Outrun Change

We need to learn quickly to keep up with the massive change around us so we don't get run over. We need to outrun change.

Nuclear launch protocol and timing

Drawing courtesy of Adobe Stock.

In case I ever want to make reference to such things, I now can cite an article that describes a guess at the nuclear launch protocols in place for the United States. Article also has speculation as to timing for each phase of the sequence.

Someday I may want to cite an unclassified source, so here it is:

9/22/17 – Wall Street Journal – About Those Nuclear Codes… How Do They Work?

In case you have ever had access to the classified reality of this unclassified speculation, just put on your best poker face and say nothing. You too can reference this as an unclassified resource.

Minuteman II on static display at March Air Base Museum. Photo by James Ulvog.

Here is the articles’ guess on sequence and timing:

  • 3 minutes – identify threat; accomplished by NORAD
  • 1 minute – brief president
  • 12 minutes – determine response decision
  • 2 minutes – transmit launch orders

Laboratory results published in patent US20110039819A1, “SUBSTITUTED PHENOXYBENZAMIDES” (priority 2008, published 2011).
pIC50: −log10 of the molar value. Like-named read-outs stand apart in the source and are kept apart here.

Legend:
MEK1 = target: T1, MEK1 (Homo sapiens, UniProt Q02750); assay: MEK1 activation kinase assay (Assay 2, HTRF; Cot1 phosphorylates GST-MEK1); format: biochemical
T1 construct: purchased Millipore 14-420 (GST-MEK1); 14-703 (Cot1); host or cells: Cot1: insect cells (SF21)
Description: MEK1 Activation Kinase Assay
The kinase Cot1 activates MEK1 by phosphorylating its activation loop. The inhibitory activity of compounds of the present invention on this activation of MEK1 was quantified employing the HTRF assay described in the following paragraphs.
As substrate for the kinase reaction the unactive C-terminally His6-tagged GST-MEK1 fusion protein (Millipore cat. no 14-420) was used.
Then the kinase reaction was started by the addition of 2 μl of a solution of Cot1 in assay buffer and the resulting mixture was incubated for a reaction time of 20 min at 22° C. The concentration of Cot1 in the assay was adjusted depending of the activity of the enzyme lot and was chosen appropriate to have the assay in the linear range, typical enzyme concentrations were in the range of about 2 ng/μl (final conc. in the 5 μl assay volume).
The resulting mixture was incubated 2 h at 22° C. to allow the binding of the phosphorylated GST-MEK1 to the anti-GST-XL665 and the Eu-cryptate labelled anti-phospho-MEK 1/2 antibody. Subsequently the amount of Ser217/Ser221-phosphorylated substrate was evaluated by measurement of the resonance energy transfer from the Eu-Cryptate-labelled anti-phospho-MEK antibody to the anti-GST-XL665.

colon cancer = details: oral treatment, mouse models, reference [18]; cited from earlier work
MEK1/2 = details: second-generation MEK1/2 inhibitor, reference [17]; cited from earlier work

• 1 minute – validation of orders by launch crews
  • 30 minutes – flight time

One of many interesting unclassified tidbits of speculation is that it would take nuclear armed subs 10 minutes to rise to launch depth, at which point the shorter flight times would allow their SLBMs to arrive at the same time as the ICBMs that had a 10 minute head start.

It is amusing that with these protocols that have been in place for, oh, somewhere over 50 years the author has only this month gotten nervous about the possibility of a nuclear war. Those of us old enough to have memories of the bad old days (you know, when the big bad bear living in the evil empire was in the process of gobbling up the entire world) have been nervous about the possibility of nuclear war for a really, really long time.

By the way, the efforts of a few million airmen over half a century was quite successful at keeping the bear at bay. One thing contributing to that success was this horrible, terrible, frightening tool:

Minuteman II on static display at March Air Base Museum. Photo by James Ulvog.

 

Next:  Why is it necessary to have a nuclear defense?

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